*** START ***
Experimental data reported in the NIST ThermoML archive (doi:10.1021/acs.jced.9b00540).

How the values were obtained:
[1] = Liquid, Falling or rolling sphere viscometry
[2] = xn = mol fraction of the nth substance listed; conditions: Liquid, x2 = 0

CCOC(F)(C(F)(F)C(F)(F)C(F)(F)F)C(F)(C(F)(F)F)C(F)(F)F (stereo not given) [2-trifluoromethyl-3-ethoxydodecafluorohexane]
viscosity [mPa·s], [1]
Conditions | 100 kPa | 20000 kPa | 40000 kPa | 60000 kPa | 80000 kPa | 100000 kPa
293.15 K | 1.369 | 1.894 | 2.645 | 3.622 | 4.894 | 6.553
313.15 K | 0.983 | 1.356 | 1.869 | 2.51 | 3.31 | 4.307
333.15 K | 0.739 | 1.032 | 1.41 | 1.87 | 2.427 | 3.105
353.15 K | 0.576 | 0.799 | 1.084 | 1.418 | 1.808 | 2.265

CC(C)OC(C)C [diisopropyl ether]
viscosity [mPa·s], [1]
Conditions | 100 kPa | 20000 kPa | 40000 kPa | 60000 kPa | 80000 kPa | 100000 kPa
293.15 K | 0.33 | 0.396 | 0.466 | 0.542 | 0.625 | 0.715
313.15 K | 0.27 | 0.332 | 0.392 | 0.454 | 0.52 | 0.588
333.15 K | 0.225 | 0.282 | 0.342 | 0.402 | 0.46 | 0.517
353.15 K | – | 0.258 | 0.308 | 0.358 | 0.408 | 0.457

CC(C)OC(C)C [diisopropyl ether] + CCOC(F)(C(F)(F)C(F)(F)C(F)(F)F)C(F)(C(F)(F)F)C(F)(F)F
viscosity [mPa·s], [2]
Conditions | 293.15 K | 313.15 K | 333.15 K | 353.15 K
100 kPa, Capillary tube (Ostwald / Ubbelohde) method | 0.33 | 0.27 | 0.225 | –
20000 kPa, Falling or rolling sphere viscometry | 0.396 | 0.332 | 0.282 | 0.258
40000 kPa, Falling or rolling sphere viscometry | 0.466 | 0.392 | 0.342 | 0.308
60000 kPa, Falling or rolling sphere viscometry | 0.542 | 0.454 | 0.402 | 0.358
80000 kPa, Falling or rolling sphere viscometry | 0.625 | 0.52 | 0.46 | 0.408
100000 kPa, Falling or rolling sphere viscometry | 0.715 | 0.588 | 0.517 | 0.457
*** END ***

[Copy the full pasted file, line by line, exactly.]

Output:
Experimental data reported in the NIST ThermoML archive (doi:10.1021/acs.jced.9b00540).

How the values were obtained:
[1] = Liquid, Falling or rolling sphere viscometry
[2] = xn = mol fraction of the nth substance listed; conditions: Liquid, x2 = 0

CCOC(F)(C(F)(F)C(F)(F)C(F)(F)F)C(F)(C(F)(F)F)C(F)(F)F (stereo not given) [2-trifluoromethyl-3-ethoxydodecafluorohexane]
viscosity [mPa·s], [1]
Conditions | 100 kPa | 20000 kPa | 40000 kPa | 60000 kPa | 80000 kPa | 100000 kPa
293.15 K | 1.369 | 1.894 | 2.645 | 3.622 | 4.894 | 6.553
313.15 K | 0.983 | 1.356 | 1.869 | 2.51 | 3.31 | 4.307
333.15 K | 0.739 | 1.032 | 1.41 | 1.87 | 2.427 | 3.105
353.15 K | 0.576 | 0.799 | 1.084 | 1.418 | 1.808 | 2.265

CC(C)OC(C)C [diisopropyl ether]
viscosity [mPa·s], [1]
Conditions | 100 kPa | 20000 kPa | 40000 kPa | 60000 kPa | 80000 kPa | 100000 kPa
293.15 K | 0.33 | 0.396 | 0.466 | 0.542 | 0.625 | 0.715
313.15 K | 0.27 | 0.332 | 0.392 | 0.454 | 0.52 | 0.588
333.15 K | 0.225 | 0.282 | 0.342 | 0.402 | 0.46 | 0.517
353.15 K | – | 0.258 | 0.308 | 0.358 | 0.408 | 0.457

CC(C)OC(C)C [diisopropyl ether] + CCOC(F)(C(F)(F)C(F)(F)C(F)(F)F)C(F)(C(F)(F)F)C(F)(F)F
viscosity [mPa·s], [2]
Conditions | 293.15 K | 313.15 K | 333.15 K | 353.15 K
100 kPa, Capillary tube (Ostwald / Ubbelohde) method | 0.33 | 0.27 | 0.225 | –
20000 kPa, Falling or rolling sphere viscometry | 0.396 | 0.332 | 0.282 | 0.258
40000 kPa, Falling or rolling sphere viscometry | 0.466 | 0.392 | 0.342 | 0.308
60000 kPa, Falling or rolling sphere viscometry | 0.542 | 0.454 | 0.402 | 0.358
80000 kPa, Falling or rolling sphere viscometry | 0.625 | 0.52 | 0.46 | 0.408
100000 kPa, Falling or rolling sphere viscometry | 0.715 | 0.588 | 0.517 | 0.457